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Pew Charitable Trusts Announces New Broadband Research Effort

Heather Heimbach

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WASHINGTON, June 11, 2018 – The Pew Charitable Trusts recently announced a new broadband research effort amid concerns that government’s past data collection methods are not enough to inform policy makers on the nation’s broadband access gap.

In a May 30 webinar event on this new broadband research initiative focused on improving data collection methods and connecting data research to public policy, researchers focused on how to better serve less-connected parts of the country.

Anne Stauffer, director of broadband research at the Pew Charitable Trusts, explained that the goal of the project is to provide data and analysis to policy makers looking to expand broadband access to the millions of Americans who lack reliable and high-speed internet services. The event was hosted by the National Academies of Sciences, Engineering and Medicine.

As part of the research, the Pew Charitable Trusts plan to convene stakeholders, in-state policymakers, industry, and other interest groups working within the broadband access issue. Stauffer expressed that looking at this method of looking at issues of access may help inform research and state practices.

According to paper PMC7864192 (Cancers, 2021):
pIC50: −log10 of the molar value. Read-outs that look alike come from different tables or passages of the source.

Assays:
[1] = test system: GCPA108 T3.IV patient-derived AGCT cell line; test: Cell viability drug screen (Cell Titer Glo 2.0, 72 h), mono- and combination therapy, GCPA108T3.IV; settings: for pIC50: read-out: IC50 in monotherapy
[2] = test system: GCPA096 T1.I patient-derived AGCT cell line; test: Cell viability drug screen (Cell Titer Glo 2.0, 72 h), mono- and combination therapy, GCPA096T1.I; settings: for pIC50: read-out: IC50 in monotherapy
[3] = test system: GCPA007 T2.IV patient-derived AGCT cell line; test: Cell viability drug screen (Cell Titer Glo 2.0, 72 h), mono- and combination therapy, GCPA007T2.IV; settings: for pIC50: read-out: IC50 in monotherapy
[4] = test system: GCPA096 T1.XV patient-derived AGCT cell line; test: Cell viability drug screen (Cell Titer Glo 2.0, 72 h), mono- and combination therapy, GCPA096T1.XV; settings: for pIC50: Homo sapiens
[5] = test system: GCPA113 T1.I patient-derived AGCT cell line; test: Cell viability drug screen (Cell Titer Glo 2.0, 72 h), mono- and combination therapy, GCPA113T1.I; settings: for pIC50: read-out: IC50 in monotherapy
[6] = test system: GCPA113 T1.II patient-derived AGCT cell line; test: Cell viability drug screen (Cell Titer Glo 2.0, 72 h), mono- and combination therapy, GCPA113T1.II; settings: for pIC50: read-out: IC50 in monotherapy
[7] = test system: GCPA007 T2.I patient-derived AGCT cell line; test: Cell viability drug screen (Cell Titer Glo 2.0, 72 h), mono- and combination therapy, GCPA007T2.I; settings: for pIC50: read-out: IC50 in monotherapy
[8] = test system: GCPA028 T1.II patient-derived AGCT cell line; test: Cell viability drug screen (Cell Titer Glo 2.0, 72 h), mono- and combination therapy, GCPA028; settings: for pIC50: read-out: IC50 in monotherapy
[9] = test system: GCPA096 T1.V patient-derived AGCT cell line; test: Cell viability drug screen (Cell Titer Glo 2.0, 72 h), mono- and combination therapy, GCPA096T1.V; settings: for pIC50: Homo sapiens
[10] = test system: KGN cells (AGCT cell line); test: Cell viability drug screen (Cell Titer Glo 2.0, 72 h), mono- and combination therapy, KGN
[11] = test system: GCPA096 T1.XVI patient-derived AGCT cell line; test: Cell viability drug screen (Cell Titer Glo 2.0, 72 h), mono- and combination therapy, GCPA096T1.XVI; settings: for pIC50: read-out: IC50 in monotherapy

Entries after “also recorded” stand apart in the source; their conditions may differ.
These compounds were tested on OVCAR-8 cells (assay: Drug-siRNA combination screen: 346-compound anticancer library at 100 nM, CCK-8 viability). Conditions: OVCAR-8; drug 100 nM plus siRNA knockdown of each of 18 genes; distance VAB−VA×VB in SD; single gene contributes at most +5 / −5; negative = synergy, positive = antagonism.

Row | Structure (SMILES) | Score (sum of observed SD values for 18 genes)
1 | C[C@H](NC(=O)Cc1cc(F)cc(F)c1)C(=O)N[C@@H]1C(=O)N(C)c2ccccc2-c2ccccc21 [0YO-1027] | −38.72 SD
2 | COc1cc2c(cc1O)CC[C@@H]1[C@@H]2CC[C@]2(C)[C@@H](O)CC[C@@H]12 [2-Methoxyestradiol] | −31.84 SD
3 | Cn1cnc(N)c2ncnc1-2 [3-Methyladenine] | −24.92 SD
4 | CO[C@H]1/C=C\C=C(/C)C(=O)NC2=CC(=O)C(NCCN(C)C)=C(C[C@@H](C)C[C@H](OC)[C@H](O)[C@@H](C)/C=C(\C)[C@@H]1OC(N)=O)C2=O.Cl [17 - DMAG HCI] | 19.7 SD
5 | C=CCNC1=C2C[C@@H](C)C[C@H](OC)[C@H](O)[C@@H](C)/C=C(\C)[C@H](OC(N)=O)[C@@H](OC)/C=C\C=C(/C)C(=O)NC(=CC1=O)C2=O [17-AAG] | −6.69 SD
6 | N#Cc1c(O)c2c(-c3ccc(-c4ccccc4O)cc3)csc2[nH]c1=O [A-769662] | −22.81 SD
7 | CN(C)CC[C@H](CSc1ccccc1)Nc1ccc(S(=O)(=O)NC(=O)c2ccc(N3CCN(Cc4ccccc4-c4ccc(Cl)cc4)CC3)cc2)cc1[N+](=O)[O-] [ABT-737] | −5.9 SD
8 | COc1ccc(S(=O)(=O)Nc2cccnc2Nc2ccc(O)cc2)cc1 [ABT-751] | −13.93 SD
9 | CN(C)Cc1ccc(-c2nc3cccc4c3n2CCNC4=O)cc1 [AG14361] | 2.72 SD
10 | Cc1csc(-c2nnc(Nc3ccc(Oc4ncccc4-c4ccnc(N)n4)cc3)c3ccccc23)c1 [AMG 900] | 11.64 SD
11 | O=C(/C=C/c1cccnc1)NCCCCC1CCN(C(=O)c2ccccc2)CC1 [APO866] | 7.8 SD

Stauffer said that one of the challenges surrounding the access issue is that some of the available data is either not sufficiently accurate or fails to provide policymakers with what they need to make decisions about where the gaps in broadband access are located, and how it can be fixed.

Link to Pew Charitable Trusts webcast:

Broadband Data

Broadband Breakfast Interview with Tyler Cooper and Jenna Tanberk about Open Data Set from Broadband Now

Broadband Breakfast Sponsor

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WASHINGTON, June 11, 2018 – The Pew Charitable Trusts recently announced a new broadband research effort amid concerns that government’s past data collection methods are not enough to inform policy makers on the nation’s broadband access gap.

In a May 30 webinar event on this new broadband research initiative focused on improving data collection methods and connecting data research to public policy, researchers focused on how to better serve less-connected parts of the country.